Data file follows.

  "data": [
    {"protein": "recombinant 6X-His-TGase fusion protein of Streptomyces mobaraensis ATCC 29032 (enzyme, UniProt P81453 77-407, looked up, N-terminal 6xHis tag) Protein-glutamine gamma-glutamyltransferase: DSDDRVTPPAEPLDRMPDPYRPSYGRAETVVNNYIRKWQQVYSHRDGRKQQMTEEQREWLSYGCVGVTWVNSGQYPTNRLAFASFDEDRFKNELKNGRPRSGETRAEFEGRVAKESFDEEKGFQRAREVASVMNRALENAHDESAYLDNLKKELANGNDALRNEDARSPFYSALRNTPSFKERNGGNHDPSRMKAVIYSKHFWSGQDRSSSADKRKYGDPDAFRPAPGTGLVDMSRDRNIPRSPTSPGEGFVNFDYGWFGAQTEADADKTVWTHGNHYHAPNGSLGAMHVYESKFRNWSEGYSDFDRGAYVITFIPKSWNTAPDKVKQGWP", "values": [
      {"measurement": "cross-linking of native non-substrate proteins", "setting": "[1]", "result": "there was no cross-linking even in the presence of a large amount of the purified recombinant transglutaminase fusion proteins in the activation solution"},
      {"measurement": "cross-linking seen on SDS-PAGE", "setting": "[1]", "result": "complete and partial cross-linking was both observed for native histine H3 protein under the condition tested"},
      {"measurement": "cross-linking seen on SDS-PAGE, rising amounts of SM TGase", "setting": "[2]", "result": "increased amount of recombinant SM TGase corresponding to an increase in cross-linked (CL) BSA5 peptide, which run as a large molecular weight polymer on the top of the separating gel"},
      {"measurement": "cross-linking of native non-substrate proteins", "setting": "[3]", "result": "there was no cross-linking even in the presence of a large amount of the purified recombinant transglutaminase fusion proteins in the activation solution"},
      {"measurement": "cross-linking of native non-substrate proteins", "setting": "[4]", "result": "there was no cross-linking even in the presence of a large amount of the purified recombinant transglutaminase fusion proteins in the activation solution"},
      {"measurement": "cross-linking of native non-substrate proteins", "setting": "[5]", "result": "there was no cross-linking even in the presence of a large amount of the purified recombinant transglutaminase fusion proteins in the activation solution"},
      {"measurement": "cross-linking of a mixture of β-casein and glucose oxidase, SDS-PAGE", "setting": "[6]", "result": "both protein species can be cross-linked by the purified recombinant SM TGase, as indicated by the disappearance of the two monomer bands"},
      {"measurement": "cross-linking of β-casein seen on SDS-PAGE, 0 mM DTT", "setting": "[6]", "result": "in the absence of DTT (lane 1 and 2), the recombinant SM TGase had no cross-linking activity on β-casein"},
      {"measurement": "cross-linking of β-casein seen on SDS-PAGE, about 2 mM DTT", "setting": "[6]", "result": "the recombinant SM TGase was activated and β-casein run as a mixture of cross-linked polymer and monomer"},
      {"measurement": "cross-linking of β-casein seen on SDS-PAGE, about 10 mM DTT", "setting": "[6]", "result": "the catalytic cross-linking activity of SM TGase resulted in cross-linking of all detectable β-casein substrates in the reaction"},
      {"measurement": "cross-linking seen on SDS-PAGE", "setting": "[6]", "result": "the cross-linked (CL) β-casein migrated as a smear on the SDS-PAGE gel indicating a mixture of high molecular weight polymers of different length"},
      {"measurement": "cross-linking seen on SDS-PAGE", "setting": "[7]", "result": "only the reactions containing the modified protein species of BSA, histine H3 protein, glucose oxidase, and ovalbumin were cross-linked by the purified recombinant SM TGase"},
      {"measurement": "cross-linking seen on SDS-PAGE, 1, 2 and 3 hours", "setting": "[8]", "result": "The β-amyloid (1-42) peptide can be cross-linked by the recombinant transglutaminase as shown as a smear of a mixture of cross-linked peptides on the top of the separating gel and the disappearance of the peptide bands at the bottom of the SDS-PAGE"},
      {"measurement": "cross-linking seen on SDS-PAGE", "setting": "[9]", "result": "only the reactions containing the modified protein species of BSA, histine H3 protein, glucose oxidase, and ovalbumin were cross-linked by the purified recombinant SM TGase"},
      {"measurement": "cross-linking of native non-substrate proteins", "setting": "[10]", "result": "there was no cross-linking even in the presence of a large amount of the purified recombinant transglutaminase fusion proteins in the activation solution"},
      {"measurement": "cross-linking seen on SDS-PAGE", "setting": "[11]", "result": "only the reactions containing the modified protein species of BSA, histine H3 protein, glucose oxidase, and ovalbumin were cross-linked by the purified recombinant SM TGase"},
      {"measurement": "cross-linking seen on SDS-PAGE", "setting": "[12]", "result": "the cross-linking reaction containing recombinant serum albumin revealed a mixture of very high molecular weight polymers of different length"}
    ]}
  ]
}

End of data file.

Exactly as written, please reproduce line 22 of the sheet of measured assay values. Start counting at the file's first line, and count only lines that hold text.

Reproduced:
}